A nation divided
Southern cotton field.
Block on which slaves stood to be sold to the highest bidder
Slavery had been in the
colonies since 1619 when
the captured Africans first
arrived in Jamestown to
work the large tobacco
fields in Virginia.
Slavery soon became a
necessary need in the
Southern states as crops
valuable and small farms
grew into large
cotton, and rice became
for the Southern states.
Although the number of
were few, the money
brought into the region
was enormous, and slave
owners became the
political and social
leaders of the South.
Slavery soon became a
system that the South
could not live without. Most people in the South lived on small farms, grew
their own food, and tended a few acres of cash crops, but the plantations
helped the South to grow and prosper.
The writers of the Constitution did not approve of slavery, but knew it was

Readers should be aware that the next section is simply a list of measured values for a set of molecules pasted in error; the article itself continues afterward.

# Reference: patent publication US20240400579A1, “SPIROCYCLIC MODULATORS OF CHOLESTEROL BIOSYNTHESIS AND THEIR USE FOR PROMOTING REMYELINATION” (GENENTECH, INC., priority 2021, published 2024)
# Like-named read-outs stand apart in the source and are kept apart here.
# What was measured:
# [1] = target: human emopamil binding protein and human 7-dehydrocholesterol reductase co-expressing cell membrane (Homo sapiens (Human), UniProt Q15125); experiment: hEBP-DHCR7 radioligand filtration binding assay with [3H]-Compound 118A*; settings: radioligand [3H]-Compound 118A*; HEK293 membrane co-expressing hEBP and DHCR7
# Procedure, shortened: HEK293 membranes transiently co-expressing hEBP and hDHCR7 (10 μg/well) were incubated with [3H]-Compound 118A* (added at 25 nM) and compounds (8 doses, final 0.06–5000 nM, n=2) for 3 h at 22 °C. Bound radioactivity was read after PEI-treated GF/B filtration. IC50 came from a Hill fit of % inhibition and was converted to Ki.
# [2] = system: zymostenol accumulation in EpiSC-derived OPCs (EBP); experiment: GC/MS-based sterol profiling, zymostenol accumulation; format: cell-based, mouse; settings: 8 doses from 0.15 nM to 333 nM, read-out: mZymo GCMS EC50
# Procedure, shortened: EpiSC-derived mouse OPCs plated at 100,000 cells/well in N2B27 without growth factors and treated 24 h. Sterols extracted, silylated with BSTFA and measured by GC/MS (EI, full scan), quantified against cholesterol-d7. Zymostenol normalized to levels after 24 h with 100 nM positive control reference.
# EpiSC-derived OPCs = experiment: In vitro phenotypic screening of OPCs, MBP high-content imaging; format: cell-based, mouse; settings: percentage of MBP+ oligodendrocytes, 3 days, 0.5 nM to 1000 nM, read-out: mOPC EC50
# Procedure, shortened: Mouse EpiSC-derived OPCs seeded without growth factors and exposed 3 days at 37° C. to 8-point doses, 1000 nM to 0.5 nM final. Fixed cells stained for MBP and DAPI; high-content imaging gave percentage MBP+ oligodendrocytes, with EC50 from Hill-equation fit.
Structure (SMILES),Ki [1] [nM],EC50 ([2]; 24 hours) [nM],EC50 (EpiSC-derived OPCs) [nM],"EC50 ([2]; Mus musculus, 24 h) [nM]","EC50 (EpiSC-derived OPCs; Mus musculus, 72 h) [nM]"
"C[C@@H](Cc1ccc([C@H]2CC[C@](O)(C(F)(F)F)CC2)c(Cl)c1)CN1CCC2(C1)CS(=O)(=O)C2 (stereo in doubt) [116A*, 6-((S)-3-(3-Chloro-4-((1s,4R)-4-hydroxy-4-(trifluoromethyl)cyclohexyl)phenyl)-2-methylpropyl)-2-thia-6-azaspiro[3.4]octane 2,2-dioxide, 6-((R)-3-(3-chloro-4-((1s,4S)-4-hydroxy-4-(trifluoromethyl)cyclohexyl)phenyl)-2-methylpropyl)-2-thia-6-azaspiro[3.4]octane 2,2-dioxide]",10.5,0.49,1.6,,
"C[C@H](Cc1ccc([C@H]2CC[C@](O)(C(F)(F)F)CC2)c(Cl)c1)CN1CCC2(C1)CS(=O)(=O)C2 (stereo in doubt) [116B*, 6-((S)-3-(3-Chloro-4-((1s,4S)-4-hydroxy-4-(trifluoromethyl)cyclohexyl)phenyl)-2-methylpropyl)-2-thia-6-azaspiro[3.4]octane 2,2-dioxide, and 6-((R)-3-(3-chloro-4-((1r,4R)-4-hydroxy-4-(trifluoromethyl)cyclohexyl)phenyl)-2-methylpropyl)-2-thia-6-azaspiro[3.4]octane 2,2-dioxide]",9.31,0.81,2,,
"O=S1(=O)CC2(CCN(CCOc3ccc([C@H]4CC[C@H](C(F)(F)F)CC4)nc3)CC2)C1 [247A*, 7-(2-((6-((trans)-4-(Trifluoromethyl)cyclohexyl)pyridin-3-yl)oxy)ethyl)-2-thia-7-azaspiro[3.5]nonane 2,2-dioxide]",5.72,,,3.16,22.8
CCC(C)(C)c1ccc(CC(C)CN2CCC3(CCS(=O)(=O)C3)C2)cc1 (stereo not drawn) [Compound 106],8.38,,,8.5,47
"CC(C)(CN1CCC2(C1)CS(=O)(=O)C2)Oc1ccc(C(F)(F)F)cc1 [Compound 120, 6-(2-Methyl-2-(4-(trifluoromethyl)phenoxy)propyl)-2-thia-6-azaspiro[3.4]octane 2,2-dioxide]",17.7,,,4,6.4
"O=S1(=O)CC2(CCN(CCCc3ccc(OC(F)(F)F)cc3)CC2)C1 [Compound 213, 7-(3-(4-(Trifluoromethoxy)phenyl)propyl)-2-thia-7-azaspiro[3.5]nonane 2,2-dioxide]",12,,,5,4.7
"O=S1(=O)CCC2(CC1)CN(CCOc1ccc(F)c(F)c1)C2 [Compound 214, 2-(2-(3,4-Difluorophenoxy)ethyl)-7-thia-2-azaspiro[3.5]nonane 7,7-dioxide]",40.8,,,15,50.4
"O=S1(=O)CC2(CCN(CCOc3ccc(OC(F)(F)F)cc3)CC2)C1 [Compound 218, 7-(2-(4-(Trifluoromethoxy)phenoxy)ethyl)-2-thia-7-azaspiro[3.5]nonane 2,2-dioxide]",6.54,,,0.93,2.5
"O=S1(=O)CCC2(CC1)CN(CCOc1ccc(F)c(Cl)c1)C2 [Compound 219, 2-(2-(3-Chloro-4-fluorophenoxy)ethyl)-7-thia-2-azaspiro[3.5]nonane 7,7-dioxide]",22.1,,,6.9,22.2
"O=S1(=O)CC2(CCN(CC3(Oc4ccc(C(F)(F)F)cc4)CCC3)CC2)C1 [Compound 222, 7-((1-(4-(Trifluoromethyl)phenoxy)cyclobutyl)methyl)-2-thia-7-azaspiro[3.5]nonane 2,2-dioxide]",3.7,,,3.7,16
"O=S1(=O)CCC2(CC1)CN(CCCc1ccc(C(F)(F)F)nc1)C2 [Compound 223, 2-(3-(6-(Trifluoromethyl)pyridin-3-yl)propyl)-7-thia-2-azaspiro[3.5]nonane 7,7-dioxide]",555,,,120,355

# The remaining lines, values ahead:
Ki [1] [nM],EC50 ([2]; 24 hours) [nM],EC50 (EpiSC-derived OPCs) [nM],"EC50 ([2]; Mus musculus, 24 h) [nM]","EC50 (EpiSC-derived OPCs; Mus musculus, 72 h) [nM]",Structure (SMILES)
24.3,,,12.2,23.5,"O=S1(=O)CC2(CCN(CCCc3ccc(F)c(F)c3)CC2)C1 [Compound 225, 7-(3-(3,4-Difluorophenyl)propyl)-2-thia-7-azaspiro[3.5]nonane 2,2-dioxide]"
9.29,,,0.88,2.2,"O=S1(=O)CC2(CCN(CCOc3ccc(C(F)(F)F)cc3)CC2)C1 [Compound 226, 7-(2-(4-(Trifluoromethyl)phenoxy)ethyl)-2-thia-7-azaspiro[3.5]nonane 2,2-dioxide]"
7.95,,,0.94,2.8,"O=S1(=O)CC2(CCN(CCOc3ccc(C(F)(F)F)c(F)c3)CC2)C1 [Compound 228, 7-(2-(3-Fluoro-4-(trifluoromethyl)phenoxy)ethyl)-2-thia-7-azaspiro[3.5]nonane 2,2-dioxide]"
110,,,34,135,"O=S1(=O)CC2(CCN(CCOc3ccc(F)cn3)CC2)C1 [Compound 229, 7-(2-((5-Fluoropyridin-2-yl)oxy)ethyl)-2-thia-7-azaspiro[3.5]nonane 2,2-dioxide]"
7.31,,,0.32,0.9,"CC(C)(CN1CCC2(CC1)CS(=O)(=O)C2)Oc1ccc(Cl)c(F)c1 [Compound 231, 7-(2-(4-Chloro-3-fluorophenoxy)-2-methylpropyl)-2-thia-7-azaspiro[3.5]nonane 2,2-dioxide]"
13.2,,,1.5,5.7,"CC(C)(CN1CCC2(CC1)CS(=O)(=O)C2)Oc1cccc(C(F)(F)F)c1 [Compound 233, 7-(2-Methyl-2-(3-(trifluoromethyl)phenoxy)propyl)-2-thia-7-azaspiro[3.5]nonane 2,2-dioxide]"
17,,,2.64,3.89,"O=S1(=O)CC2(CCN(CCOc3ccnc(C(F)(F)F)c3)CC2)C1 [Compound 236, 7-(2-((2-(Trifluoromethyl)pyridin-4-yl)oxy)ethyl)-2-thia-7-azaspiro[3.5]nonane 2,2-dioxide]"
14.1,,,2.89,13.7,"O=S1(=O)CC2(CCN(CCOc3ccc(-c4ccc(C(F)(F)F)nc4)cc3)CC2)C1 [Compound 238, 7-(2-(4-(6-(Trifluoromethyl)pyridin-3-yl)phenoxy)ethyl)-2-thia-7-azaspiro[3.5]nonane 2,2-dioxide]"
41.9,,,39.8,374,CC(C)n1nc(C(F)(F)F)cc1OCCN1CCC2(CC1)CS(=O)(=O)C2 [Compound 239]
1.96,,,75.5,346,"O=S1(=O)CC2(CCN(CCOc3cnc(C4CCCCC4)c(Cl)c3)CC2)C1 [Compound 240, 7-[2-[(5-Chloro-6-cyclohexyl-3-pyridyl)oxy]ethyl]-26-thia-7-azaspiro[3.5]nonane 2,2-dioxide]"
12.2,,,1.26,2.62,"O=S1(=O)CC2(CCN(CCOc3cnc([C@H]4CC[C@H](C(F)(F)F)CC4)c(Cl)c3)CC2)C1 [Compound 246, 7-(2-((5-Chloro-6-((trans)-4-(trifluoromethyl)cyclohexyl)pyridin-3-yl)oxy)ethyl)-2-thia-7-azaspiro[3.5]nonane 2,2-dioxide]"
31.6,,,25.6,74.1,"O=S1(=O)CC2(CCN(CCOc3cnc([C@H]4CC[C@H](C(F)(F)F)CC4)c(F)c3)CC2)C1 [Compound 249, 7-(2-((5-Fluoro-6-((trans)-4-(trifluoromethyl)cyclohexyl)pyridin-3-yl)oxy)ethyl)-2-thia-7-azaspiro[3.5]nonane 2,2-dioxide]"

necessary to the South's economy. So they decided to halt the slave trade in 1808,
but leave the slavery issue up to the states. Eli Whitney's invention of the
cotton gin in the 1800s increased the production of cotton and added to the
problem by increasing the need for slave labor to pick the cotton.
The idea of slavery was tolerated this way until Americans began to move
westward, and by 1860, had claimed territory all the way to the Pacific
Ocean. New territories were added, new states were formed, and the issue of
slavery and states' rights came up again and again . Each time, the debate
became more bitter. Compromises were reached, debates were settled, but in
each instance, people on both sides of the issue felt as if they had lost
something. Their way of life was crumbling before them. As America grew, its
divisions became deeper, its differences became more evident, and the time
for compromise had come to an end. Slavery was dividing the nation.
More than 3.5 million African-Americans lived in the United States in the
mid-1800s. Of those, 500,000 were free, with half living in the North and
half in the South. In the North, most were laborers, craftspeople, household
servants, or started their own businesses. Though they were free, they still
faced discrimination, or unfair treatment, from whites in the North. The
remainder of the African-Americans were slaves, mostly found in the South,
with almost no chance to break away from the bonds of field labor.
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